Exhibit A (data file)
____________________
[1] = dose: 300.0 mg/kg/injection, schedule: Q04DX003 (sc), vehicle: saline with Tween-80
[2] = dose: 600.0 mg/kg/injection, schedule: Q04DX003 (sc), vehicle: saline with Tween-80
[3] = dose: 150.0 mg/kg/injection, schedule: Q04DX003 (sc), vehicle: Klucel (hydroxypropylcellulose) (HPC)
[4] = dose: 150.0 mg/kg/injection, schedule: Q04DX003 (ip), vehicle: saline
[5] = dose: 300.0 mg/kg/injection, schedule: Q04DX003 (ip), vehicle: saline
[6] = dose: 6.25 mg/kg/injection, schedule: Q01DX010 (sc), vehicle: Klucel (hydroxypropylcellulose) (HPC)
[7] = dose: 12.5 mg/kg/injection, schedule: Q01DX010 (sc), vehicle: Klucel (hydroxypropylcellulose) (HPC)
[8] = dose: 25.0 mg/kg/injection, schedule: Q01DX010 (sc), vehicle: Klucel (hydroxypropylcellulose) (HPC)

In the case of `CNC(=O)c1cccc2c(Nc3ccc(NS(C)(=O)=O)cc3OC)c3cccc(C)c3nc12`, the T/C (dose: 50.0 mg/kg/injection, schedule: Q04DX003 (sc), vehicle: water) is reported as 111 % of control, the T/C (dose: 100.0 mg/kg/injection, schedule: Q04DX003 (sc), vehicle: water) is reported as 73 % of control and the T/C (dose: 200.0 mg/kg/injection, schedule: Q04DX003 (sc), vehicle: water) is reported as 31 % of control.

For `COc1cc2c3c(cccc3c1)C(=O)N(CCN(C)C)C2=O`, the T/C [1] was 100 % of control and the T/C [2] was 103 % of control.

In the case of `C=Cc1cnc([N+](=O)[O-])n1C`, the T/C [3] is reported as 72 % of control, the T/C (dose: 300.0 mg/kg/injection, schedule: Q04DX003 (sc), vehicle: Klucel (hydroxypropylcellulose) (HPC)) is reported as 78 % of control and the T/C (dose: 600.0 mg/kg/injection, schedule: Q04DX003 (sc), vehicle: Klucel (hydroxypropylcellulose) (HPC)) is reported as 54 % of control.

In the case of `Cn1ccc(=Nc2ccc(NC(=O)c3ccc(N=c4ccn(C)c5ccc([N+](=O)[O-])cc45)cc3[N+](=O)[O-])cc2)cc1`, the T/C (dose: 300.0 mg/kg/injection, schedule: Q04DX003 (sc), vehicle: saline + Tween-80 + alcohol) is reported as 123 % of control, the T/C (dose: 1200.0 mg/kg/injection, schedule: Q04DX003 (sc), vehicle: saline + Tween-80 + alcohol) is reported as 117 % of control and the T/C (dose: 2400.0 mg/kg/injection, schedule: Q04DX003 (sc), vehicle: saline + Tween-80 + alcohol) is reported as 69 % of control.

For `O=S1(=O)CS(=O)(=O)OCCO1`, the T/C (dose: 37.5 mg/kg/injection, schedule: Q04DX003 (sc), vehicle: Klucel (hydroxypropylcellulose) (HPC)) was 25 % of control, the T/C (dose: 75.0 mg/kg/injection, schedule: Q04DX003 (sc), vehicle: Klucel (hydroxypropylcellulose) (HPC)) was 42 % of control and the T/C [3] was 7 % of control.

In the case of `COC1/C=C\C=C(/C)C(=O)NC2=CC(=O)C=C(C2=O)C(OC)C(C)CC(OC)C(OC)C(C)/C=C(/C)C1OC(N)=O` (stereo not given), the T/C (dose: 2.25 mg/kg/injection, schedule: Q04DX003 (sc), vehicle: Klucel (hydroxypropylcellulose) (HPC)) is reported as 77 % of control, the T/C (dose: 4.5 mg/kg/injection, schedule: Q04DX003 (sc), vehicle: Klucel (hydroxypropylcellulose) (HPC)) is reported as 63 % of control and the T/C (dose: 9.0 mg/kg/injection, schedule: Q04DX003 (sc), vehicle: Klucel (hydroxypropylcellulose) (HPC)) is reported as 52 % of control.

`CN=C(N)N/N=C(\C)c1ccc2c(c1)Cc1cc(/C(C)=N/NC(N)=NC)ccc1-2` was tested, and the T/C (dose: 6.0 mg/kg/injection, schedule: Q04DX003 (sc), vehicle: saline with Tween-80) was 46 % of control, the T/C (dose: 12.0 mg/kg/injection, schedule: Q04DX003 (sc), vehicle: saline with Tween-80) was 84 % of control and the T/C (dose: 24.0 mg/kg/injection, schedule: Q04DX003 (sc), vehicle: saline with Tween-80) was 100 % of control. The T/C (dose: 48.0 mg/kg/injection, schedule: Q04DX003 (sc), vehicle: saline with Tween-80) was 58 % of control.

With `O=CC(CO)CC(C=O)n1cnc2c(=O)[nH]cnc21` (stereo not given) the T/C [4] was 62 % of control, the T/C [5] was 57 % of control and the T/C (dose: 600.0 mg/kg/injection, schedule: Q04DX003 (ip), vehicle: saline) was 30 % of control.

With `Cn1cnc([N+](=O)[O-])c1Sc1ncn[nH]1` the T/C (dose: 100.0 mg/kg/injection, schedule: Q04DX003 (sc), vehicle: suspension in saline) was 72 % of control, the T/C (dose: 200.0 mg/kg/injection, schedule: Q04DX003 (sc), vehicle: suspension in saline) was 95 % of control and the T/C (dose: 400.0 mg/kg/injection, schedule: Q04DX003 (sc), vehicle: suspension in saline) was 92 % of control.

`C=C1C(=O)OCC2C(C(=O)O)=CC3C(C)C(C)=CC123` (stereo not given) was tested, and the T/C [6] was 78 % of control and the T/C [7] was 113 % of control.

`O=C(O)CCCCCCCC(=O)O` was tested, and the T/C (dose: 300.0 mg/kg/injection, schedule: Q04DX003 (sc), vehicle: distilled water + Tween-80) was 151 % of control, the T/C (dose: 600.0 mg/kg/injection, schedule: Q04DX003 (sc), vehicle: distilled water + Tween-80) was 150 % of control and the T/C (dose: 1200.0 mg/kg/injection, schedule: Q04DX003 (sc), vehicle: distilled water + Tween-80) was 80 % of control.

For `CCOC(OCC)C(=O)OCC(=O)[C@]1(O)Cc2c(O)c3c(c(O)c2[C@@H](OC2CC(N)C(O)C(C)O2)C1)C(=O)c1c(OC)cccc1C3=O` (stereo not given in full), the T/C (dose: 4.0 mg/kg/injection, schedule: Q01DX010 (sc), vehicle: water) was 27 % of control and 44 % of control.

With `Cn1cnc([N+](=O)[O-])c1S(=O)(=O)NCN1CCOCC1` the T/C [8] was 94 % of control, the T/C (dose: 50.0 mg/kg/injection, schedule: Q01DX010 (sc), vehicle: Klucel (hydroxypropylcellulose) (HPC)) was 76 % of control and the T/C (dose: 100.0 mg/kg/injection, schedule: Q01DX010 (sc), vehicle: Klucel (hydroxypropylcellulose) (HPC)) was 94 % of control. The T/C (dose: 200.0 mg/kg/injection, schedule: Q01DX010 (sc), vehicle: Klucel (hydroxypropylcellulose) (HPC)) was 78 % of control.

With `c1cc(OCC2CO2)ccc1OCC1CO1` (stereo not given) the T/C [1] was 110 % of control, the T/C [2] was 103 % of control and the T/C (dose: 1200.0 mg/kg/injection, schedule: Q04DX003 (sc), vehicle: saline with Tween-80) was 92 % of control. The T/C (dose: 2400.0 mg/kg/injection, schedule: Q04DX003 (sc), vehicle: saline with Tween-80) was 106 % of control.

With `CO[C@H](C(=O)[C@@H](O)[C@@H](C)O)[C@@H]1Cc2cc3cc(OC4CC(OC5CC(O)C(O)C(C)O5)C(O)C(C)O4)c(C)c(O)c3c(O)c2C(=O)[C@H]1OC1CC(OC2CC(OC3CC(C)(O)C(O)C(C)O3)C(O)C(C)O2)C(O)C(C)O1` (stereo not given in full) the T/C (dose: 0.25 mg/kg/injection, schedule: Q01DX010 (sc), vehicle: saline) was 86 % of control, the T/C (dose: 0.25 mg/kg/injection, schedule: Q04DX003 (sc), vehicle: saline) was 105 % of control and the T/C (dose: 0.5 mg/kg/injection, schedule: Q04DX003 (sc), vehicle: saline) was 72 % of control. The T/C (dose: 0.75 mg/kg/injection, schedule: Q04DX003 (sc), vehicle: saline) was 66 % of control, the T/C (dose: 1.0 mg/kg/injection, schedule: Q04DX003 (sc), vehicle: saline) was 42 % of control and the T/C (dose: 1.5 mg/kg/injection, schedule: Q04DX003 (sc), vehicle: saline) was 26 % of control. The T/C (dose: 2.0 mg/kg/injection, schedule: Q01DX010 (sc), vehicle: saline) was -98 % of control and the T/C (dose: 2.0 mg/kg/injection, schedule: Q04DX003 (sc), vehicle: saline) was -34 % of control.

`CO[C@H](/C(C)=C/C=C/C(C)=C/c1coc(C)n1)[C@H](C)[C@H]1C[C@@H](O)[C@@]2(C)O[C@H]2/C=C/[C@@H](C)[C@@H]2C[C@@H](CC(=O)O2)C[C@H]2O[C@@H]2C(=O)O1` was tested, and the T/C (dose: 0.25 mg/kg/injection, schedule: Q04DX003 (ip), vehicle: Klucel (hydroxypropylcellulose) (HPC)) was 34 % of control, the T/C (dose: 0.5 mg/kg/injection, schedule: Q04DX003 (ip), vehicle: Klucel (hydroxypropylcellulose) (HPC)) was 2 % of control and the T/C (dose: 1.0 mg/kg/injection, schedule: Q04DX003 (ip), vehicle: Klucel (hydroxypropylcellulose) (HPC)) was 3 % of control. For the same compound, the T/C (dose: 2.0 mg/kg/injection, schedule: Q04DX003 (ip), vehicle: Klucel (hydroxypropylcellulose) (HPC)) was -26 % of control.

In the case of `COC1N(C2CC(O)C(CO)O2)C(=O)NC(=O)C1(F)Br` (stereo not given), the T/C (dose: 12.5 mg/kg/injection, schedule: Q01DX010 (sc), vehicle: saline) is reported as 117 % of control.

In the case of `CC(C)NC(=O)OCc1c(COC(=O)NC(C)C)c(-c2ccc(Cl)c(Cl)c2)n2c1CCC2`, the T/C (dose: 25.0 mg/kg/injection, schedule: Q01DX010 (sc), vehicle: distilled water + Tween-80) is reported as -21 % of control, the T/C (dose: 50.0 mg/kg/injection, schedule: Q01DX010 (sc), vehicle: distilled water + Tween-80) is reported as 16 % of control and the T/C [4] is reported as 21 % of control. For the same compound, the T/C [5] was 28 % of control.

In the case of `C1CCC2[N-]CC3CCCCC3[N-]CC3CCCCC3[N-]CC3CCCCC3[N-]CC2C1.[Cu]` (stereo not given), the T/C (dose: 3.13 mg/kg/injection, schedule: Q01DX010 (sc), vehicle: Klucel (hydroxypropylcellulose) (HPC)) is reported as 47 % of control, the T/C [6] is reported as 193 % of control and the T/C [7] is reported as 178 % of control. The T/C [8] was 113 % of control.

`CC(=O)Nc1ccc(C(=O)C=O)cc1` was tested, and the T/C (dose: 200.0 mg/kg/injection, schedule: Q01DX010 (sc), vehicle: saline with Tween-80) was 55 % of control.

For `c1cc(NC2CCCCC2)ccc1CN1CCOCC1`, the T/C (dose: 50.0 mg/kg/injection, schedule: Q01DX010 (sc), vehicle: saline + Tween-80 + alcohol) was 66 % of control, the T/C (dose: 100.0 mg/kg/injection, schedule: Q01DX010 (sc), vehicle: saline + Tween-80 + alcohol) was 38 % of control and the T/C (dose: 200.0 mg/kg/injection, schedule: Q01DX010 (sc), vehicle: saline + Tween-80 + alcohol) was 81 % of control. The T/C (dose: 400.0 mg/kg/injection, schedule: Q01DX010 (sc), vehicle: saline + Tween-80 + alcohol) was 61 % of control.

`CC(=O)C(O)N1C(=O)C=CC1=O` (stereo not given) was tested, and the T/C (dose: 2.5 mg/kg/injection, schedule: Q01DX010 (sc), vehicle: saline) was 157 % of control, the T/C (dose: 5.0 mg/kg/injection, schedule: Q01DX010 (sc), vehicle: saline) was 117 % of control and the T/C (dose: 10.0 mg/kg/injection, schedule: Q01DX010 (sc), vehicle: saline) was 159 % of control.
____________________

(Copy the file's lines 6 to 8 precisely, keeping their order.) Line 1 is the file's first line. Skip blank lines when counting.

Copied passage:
[6] = dose: 6.25 mg/kg/injection, schedule: Q01DX010 (sc), vehicle: Klucel (hydroxypropylcellulose) (HPC)
[7] = dose: 12.5 mg/kg/injection, schedule: Q01DX010 (sc), vehicle: Klucel (hydroxypropylcellulose) (HPC)
[8] = dose: 25.0 mg/kg/injection, schedule: Q01DX010 (sc), vehicle: Klucel (hydroxypropylcellulose) (HPC)